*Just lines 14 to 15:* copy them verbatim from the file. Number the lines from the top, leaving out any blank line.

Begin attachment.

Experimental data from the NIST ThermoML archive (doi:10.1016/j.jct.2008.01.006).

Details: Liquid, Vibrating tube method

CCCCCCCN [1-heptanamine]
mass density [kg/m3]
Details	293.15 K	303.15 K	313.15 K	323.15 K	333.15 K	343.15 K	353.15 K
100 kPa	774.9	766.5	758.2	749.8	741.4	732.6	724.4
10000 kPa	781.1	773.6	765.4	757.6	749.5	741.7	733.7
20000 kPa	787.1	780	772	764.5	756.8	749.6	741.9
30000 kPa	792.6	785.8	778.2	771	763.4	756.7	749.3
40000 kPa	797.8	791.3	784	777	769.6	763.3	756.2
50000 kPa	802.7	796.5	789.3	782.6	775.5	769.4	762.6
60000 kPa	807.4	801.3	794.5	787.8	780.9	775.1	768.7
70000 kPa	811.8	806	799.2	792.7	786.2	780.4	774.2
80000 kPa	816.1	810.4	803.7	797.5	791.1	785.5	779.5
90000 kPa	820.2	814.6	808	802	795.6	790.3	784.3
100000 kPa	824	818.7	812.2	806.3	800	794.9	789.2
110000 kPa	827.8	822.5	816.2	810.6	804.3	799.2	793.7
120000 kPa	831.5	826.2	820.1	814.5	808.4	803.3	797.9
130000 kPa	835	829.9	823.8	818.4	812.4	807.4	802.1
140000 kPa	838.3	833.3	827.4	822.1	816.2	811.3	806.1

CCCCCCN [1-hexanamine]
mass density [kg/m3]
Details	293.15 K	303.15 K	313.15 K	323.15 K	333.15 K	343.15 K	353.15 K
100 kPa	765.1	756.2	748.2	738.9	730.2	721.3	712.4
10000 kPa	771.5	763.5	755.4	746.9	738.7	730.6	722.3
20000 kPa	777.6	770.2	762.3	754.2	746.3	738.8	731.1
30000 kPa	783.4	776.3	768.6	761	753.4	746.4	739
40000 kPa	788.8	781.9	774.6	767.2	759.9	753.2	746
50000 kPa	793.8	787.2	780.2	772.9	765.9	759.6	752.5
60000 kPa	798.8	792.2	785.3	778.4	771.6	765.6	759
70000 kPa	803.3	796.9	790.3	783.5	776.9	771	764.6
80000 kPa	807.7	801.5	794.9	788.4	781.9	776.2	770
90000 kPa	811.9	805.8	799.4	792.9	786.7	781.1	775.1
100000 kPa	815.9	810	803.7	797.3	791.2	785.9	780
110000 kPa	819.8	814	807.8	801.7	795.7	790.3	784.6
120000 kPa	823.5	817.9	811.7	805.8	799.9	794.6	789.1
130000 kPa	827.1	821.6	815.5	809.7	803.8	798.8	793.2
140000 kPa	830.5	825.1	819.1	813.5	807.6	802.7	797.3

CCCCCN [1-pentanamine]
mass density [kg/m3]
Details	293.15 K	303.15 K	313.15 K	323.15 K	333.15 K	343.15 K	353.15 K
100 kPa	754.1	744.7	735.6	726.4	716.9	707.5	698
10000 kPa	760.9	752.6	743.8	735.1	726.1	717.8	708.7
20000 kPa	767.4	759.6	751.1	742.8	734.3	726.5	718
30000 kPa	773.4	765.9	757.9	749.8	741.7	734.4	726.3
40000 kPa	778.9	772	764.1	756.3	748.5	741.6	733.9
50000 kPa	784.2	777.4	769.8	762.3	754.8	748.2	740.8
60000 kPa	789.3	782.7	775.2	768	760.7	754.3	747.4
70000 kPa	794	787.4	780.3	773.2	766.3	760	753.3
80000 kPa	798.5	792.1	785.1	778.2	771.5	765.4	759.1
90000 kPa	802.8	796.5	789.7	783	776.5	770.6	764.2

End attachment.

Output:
80000 kPa	816.1	810.4	803.7	797.5	791.1	785.5	779.5
90000 kPa	820.2	814.6	808	802	795.6	790.3	784.3